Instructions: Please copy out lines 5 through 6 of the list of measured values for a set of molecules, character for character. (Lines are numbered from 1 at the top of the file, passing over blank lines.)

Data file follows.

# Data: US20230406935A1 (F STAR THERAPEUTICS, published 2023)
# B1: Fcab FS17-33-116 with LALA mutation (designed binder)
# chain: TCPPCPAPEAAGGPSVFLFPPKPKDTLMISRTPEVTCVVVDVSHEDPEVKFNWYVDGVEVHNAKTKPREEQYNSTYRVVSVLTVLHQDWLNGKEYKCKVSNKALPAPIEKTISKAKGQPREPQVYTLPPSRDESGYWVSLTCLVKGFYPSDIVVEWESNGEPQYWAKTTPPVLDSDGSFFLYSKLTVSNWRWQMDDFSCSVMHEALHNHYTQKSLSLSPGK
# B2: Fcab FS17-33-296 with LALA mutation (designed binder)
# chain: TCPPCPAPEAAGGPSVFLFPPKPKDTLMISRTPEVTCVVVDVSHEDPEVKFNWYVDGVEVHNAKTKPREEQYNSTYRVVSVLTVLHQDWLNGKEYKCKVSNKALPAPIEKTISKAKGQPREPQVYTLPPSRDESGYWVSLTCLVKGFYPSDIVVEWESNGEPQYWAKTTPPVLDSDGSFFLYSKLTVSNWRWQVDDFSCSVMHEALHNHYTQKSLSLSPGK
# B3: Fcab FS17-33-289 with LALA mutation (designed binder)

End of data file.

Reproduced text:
# chain: TCPPCPAPEAAGGPSVFLFPPKPKDTLMISRTPEVTCVVVDVSHEDPEVKFNWYVDGVEVHNAKTKPREEQYNSTYRVVSVLTVLHQDWLNGKEYKCKVSNKALPAPIEKTISKAKGQPREPQVYTLPPSRDESGYWVSLTCLVKGFYPSDIVVEWESNGEPQYWAKTTPPVLDSDGSFFLYSKLTVSNWRWQVDDFSCSVMHEALHNHYTQKSLSLSPGK
# B3: Fcab FS17-33-289 with LALA mutation (designed binder)